Paul Rabinow interviews Michel Foucault about his interview for the Herodotus. In reply to Rabinow’s question about the political nature of architecture at the end of the 18th century, Foucault says that in the 18th century we start seeing political literature about techniques for governance in society where architecture and urbanism play an important role. Authors begin reflecting deeper on the social order, asking “What is a city?”, discussing the need to eradicate epidemics, prevent coups and promote family life (according to accepted morality of the 18th century), addressing representation of the collective, infrastructure and how to build houses.
Architecture has always been a tool in the hand of governors, priests and those who wish to demonstrate or communicate power. In the current search for an architecture that represents the period and free democratic regimes, it is important to examine not only the style, but the whole procedure and the relevance of local politics that outline the boundaries and planning conditions.
The Berlin Palace
The Stadtschloss, also known as the Berlin Palace, is the perfect example to start this paper with. It has it all: layers of historical conflicts and power demonstration through architecture. It tells the story of the city but also demonstrates a national identity conflict of the whole German nation. It expresses the evolution of private-civic initiatives in a strategic location that shapes the heart of the city, metaphorically and literally.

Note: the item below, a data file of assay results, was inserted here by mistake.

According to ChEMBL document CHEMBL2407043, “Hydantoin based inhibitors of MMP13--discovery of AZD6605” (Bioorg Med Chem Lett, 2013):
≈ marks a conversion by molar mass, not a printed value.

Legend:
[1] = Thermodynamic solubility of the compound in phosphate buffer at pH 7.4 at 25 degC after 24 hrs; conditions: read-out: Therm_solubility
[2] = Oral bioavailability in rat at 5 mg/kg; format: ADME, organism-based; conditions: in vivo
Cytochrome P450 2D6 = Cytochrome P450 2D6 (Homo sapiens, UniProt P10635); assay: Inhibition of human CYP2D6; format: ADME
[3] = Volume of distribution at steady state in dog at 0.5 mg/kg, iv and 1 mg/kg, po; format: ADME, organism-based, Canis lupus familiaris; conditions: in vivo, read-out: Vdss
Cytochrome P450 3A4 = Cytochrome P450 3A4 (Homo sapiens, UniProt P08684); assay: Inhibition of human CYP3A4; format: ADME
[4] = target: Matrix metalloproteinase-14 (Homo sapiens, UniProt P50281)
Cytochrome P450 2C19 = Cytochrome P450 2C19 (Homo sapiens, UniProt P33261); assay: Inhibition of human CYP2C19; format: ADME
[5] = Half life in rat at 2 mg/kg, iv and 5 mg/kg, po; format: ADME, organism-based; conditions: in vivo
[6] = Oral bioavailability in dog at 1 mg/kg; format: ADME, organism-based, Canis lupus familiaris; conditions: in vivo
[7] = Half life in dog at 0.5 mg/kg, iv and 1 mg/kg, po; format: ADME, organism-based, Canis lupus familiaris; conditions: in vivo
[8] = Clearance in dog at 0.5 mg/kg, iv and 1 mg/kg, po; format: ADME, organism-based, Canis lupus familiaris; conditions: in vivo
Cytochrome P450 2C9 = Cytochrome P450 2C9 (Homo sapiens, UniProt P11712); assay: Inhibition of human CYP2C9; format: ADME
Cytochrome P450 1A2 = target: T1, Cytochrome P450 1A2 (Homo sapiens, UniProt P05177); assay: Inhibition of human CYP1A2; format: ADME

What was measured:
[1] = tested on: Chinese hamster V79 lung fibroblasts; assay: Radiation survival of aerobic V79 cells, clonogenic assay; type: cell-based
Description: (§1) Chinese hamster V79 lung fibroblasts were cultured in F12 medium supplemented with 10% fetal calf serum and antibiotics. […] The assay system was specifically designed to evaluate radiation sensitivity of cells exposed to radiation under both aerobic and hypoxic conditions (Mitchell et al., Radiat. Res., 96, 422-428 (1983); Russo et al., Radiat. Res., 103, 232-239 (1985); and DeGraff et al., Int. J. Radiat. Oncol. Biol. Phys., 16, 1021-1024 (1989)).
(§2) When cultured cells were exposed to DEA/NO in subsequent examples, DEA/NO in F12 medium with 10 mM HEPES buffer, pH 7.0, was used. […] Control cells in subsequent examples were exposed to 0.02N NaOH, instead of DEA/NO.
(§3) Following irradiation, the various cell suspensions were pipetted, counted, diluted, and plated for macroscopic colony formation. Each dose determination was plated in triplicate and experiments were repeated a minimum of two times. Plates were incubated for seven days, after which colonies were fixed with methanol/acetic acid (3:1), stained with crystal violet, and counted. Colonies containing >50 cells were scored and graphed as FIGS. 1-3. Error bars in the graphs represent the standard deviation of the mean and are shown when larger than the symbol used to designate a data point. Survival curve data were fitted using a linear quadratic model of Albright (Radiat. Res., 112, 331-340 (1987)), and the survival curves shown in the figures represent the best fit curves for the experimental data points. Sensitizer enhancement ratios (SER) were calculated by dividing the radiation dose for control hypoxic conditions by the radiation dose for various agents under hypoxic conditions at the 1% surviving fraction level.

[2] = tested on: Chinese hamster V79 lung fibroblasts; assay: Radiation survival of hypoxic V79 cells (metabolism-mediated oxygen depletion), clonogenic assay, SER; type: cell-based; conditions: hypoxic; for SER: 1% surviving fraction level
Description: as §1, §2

Since its completion in 1443, and until 1918, the Berlin Palace was the home of the monarchy and the Prussian center of power. During the Weimar Republic (1918-1933), the palace was used partly for state purposes but also as a public museum. In 1945 under the Nazi regime and during the Second World War, the building suffered severe damage. However, its structure and content remained sound and could be restored. In fact, the building was partly repaired and was used as an exhibition space. Although recent documents from 2016 reveal the intentions of the GDR to reconstruct the palace, it was ultimately demolished in 1950. The demolition took much effort and 19 tons of dynamite. Along with the decision to preserve the original balcony of the palace and to attach it to the Council of State building, and to assign a new purpose to the empty plot as a parade area called Marx-Engels Square, it is the inevitable conclusion that the demolition of the palace was a political decision that sought to demonstrate governmental power.
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